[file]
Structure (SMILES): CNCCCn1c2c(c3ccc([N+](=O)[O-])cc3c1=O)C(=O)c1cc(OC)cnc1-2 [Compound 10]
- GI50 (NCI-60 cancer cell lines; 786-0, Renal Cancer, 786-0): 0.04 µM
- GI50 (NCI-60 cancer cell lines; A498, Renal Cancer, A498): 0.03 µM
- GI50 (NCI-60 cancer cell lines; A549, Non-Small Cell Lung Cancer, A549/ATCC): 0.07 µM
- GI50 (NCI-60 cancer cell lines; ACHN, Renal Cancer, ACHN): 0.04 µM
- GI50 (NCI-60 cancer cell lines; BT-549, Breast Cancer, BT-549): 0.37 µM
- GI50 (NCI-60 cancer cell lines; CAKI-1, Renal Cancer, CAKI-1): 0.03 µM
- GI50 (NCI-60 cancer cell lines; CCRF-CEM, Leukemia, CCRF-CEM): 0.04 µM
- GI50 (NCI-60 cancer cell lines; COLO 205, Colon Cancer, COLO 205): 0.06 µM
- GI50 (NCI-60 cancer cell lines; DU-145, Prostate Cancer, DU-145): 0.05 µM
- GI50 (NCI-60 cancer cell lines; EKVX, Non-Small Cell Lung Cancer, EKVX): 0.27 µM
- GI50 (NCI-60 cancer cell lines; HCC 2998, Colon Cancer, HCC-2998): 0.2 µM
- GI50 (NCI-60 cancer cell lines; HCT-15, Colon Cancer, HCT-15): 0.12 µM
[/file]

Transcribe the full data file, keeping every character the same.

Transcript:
Structure (SMILES): CNCCCn1c2c(c3ccc([N+](=O)[O-])cc3c1=O)C(=O)c1cc(OC)cnc1-2 [Compound 10]
- GI50 (NCI-60 cancer cell lines; 786-0, Renal Cancer, 786-0): 0.04 µM
- GI50 (NCI-60 cancer cell lines; A498, Renal Cancer, A498): 0.03 µM
- GI50 (NCI-60 cancer cell lines; A549, Non-Small Cell Lung Cancer, A549/ATCC): 0.07 µM
- GI50 (NCI-60 cancer cell lines; ACHN, Renal Cancer, ACHN): 0.04 µM
- GI50 (NCI-60 cancer cell lines; BT-549, Breast Cancer, BT-549): 0.37 µM
- GI50 (NCI-60 cancer cell lines; CAKI-1, Renal Cancer, CAKI-1): 0.03 µM
- GI50 (NCI-60 cancer cell lines; CCRF-CEM, Leukemia, CCRF-CEM): 0.04 µM
- GI50 (NCI-60 cancer cell lines; COLO 205, Colon Cancer, COLO 205): 0.06 µM
- GI50 (NCI-60 cancer cell lines; DU-145, Prostate Cancer, DU-145): 0.05 µM
- GI50 (NCI-60 cancer cell lines; EKVX, Non-Small Cell Lung Cancer, EKVX): 0.27 µM
- GI50 (NCI-60 cancer cell lines; HCC 2998, Colon Cancer, HCC-2998): 0.2 µM
- GI50 (NCI-60 cancer cell lines; HCT-15, Colon Cancer, HCT-15): 0.12 µM